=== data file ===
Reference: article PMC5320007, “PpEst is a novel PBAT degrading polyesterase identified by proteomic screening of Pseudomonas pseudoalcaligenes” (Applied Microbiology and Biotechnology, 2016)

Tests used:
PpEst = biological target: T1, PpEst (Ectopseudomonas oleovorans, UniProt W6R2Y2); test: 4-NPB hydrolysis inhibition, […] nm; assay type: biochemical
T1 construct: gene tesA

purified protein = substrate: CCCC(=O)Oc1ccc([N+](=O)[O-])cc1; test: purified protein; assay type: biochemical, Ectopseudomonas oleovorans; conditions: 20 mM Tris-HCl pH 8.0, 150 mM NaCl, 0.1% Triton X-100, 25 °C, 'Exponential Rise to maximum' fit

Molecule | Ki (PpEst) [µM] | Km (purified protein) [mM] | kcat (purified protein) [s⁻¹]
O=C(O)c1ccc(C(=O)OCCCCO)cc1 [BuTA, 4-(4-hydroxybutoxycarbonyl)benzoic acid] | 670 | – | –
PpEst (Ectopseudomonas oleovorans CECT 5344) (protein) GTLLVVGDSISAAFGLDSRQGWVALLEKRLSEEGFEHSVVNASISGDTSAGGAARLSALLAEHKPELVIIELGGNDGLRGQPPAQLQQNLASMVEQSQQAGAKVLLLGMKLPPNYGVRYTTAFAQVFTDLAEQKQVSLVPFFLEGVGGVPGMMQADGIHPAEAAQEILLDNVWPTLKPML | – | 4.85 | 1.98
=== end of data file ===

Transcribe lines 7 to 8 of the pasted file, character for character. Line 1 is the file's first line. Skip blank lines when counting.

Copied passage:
O=C(O)c1ccc(C(=O)OCCCCO)cc1 [BuTA, 4-(4-hydroxybutoxycarbonyl)benzoic acid] | 670 | – | –
PpEst (Ectopseudomonas oleovorans CECT 5344) (protein) GTLLVVGDSISAAFGLDSRQGWVALLEKRLSEEGFEHSVVNASISGDTSAGGAARLSALLAEHKPELVIIELGGNDGLRGQPPAQLQQNLASMVEQSQQAGAKVLLLGMKLPPNYGVRYTTAFAQVFTDLAEQKQVSLVPFFLEGVGGVPGMMQADGIHPAEAAQEILLDNVWPTLKPML | – | 4.85 | 1.98